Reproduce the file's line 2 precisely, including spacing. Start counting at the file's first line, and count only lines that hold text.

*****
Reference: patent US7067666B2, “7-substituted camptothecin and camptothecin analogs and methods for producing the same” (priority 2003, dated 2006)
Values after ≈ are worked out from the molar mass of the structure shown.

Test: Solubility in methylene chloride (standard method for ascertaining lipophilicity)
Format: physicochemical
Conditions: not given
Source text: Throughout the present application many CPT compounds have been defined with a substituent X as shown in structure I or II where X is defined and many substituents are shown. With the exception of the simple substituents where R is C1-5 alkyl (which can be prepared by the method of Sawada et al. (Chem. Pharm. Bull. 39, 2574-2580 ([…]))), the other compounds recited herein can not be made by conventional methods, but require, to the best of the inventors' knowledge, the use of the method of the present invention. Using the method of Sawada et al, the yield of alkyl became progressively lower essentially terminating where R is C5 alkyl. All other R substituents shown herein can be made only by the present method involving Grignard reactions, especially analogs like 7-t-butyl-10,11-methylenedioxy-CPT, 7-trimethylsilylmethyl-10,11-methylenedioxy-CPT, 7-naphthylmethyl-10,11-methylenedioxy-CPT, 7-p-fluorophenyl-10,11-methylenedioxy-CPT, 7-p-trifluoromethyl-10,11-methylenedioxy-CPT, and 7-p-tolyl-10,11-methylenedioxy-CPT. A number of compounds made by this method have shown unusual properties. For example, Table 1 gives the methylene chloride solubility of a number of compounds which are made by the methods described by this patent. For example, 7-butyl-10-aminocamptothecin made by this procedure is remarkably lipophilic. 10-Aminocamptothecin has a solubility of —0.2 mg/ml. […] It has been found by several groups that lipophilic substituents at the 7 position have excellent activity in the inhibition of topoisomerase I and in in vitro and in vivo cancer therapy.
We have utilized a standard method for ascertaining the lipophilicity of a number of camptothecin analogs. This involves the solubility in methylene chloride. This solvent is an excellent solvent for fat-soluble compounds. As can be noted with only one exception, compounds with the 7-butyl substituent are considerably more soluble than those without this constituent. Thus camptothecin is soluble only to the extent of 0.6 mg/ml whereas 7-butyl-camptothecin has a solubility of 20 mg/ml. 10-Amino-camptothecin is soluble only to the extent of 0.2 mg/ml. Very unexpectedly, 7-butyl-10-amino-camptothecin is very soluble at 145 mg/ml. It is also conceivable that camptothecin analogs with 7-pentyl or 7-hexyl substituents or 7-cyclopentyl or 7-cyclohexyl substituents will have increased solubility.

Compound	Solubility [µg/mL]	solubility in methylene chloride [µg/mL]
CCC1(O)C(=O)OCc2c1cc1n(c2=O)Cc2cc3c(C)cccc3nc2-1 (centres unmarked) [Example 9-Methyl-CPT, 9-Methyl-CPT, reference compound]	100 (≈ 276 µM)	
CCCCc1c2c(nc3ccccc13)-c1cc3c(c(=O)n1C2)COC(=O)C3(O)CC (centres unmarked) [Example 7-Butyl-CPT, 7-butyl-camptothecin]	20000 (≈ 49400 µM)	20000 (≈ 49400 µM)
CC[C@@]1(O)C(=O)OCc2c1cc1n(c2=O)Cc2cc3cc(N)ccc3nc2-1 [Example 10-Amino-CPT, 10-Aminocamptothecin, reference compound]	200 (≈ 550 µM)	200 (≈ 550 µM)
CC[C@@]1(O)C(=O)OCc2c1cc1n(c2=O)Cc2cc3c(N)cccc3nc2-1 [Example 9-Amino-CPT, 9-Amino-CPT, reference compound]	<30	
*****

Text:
Values after ≈ are worked out from the molar mass of the structure shown.